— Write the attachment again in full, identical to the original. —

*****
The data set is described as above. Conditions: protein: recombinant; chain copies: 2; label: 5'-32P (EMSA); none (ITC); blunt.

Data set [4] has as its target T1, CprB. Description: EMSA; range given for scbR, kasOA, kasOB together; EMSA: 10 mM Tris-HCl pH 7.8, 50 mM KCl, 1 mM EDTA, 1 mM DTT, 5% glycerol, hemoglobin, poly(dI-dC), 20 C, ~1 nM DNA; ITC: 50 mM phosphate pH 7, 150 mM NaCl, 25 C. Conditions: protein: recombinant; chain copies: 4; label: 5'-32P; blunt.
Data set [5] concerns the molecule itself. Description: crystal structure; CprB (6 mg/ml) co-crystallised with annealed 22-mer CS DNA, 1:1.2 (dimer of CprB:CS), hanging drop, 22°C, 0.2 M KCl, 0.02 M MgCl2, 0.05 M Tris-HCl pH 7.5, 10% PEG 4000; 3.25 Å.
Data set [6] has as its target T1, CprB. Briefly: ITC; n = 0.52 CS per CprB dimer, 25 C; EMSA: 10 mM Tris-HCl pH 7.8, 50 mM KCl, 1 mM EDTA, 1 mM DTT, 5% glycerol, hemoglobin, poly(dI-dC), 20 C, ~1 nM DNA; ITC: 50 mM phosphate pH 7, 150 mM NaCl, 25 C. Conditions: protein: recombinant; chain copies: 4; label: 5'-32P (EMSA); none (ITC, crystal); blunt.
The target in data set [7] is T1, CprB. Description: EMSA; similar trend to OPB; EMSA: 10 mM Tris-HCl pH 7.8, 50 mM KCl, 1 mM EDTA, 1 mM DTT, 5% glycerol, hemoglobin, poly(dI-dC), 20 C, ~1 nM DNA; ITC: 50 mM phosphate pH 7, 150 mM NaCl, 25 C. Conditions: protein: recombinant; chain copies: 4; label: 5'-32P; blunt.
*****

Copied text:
The data set is described as above. Conditions: protein: recombinant; chain copies: 2; label: 5'-32P (EMSA); none (ITC); blunt.

Data set [4] has as its target T1, CprB. Description: EMSA; range given for scbR, kasOA, kasOB together; EMSA: 10 mM Tris-HCl pH 7.8, 50 mM KCl, 1 mM EDTA, 1 mM DTT, 5% glycerol, hemoglobin, poly(dI-dC), 20 C, ~1 nM DNA; ITC: 50 mM phosphate pH 7, 150 mM NaCl, 25 C. Conditions: protein: recombinant; chain copies: 4; label: 5'-32P; blunt.
Data set [5] concerns the molecule itself. Description: crystal structure; CprB (6 mg/ml) co-crystallised with annealed 22-mer CS DNA, 1:1.2 (dimer of CprB:CS), hanging drop, 22°C, 0.2 M KCl, 0.02 M MgCl2, 0.05 M Tris-HCl pH 7.5, 10% PEG 4000; 3.25 Å.
Data set [6] has as its target T1, CprB. Briefly: ITC; n = 0.52 CS per CprB dimer, 25 C; EMSA: 10 mM Tris-HCl pH 7.8, 50 mM KCl, 1 mM EDTA, 1 mM DTT, 5% glycerol, hemoglobin, poly(dI-dC), 20 C, ~1 nM DNA; ITC: 50 mM phosphate pH 7, 150 mM NaCl, 25 C. Conditions: protein: recombinant; chain copies: 4; label: 5'-32P (EMSA); none (ITC, crystal); blunt.
The target in data set [7] is T1, CprB. Description: EMSA; similar trend to OPB; EMSA: 10 mM Tris-HCl pH 7.8, 50 mM KCl, 1 mM EDTA, 1 mM DTT, 5% glycerol, hemoglobin, poly(dI-dC), 20 C, ~1 nM DNA; ITC: 50 mM phosphate pH 7, 150 mM NaCl, 25 C. Conditions: protein: recombinant; chain copies: 4; label: 5'-32P; blunt.